‘Boris must choose our new man in Wash­ing­ton’

Trade talks make it cru­cial for John­son to pick am­bas­sador if he en­ters No10, say al­lies

The Daily Telegraph - - Front page - By Christo­pher Hope, Anna Mikhailova and Nick Allen

AL­LIES of Boris John­son last night in­sisted he must be free to choose the UK’S new US am­bas­sador, should he be­come prime min­is­ter, af­ter Sir Kim Dar­roch re­signed in the wake of the leaked diplo­matic ca­bles row.

Sir Kim stood down yes­ter­day af­ter­noon, say­ing his po­si­tion had been made “im­pos­si­ble” af­ter Don­ald Trump said the US would not deal with an am­bas­sador who de­scribed his ad­min­is­tra­tion as “in­ept”.

Sources close to Sir Kim claimed Mr John­son’s re­fusal to back him in Tuesday night’s Con­ser­va­tive lead­er­ship tele­vi­sion de­bate had prompted the de­ci­sion, with one se­nior source say­ing he was “very hurt”.

Yes­ter­day Theresa May said Sir Kim’s de­par­ture was a “mat­ter of deep re­gret” and No 10 said a new ap­point­ment would be made in due course. Sources said the process was a sim­ple one that could be ini­ti­ated be­fore the Prime Min­is­ter was due to leave of­fice.

Ju­lian Lewis, the Tory chair­man of the de­fence se­lect com­mit­tee and a John­son ally, ex­pressed con­cern there could be “temp­ta­tion for an out­go­ing prime min­is­ter to ap­point to a plum job one of her in­ner cir­cle”.

Names in the frame in­cluded Sir Mark Sed­will, the head of the Civil Ser­vice, who could be given the job as a re­ward for loy­alty to­ward Mrs May.

But sup­port­ers of Mr John­son said he must make the ap­point­ment if he be­came prime min­is­ter so as not to bind his hands in trade talks.

Mr John­son’s al­lies also sug­gested that the next am­bas­sador could be a po­lit­i­cal ap­pointee rather than a civil ser­vant – some­one who could help Mr John­son with se­cur­ing a trade deal with the US and is aligned with the new gov­ern­ment’s Brexit strat­egy.

Ed Llewellyn, David Cameron’s for­mer chief of staff who be­came am­bas­sador in Paris af­ter he left No 10, was cited by one source as a prece­dent.

One Cab­i­net ally of Mr John­son said: “If it is an am­bas­sador of the UK Gov­ern­ment, you would ex­pect the per­son who is lead­ing the Gov­ern­ment for the fore­see­able fu­ture, not just for the next two weeks, to make the ap­point­ment.”

An­other se­nior fig­ure in the John­son camp added: “It would be fair to leave that de­ci­sion to an in­com­ing prime min­is­ter, who­ever that may be, be­cause he has to have con­fi­dence in them. It is wholly in her gift now, but I don’t know what the rush is. If she does – what the hell can we do about it? Noth­ing.”

How­ever, Sir Alan Dun­can, the For­eign Of­fice min­is­ter, called on Mrs May to ap­point a re­place­ment – and “the sooner the bet­ter” – to stop Mr John­son hav­ing a say.

Mrs May quits as Prime Min­is­ter in two weeks and No 10 left open the pos­si­bil­ity that she would make the ap­point­ment her­self.

Down­ing Street de­clined to say when Sir Kim’s suc­ces­sor would be ap­pointed other than say­ing that it would hap­pen “in due course”.

The For­eign Of­fice con­firmed the process for ap­point­ing such a high­pro­file po­si­tion in the diplo­matic ser­vice was “be­spoke” and could hap­pen quicker than the nor­mal re­cruit­ment process, which usu­ally takes months. The row came as it emerged that the po­lice had been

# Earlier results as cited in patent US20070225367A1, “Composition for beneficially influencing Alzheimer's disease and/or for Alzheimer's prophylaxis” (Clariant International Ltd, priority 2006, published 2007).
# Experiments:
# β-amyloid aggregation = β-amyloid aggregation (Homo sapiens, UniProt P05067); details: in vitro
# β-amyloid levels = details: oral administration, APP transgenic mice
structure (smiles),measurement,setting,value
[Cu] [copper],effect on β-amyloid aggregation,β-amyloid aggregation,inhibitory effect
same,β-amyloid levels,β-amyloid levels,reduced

called in over the leak of the diplo­matic ca­bles. Sir Si­mon Mcdon­ald, For­eign Of­fice Per­ma­nent Sec­re­tary, told MPS yes­ter­day: “The leaker is guilty of the worst breach of trust in our ser­vice in my ca­reer. The dam­age over three days is ev­i­dent in the res­ig­na­tion of the most se­nior British diplo­mat.”

Sir Kim’s de­ci­sion to re­sign came af­ter the US pres­i­dent said that the White House would no longer have any deal­ings with him fol­low­ing the leak of dis­patches de­scrib­ing his ad­min­is­tra­tion as “in­ept” and “dys­func­tional”.

The am­bas­sador re­signed af­ter Mr John­son re­peat­edly re­fused dur­ing a prime time ITV de­bate on Tuesday evening to say whether or not he would keep Sir Kim in post if he be­came prime min­is­ter.

It also emerged that Mr John­son rang Sir Kim yes­ter­day af­ter­noon to ex­press his “re­gret” over his res­ig­na­tion af­ter crit­ics said that his fail­ure to back the US am­bas­sador dur­ing a live de­bate with Mr Hunt had made Sir Kim’s po­si­tion un­ten­able.

A source who saw Sir Kim last night said: “He was very hurt. Not just be­cause it was Boris but be­cause it was a for­mer for­eign sec­re­tary re­fus­ing to back him.”

How­ever, min­is­ters and se­nior MPS who are back­ing Mr John­son to be Tory leader and thus prime min­is­ter said that Mrs May’s suc­ces­sor should hire the of­fi­cial who will play a vi­tal role in se­cur­ing a US trade deal af­ter Brexit.

Mark Fran­cois, the for­mer de­fence min­is­ter and a lead­ing Euroscep­tic, claimed that leav­ing the de­ci­sion to Mr John­son “would ob­vi­ously be the right thing to do” be­cause of the diplo­mat’s im­por­tance “re­gard­ing a fu­ture trade deal with the US”.

Mean­while, of­fi­cials were braced for a slew of new dis­clo­sures in this week­end’s news­pa­pers – in­clud­ing about Mr John­son, Iran and other min­is­ters, sources have told The Tele­graph.

Sir Si­mon said: “I’m brac­ing my­self. I fear there may be more.”

Sir Si­mon also re­vealed that Mr Trump could veto who­ever was ap­pointed to be the next UK am­bas­sador to Wash­ing­ton.

He told the MPS that the last time this hap­pened was in 1856, when an am­bas­sado­rial ap­point­ment was blocked over his links to the Crimean War.

Newspapers in English

Newspapers from UK

© PressReader. All rights reserved.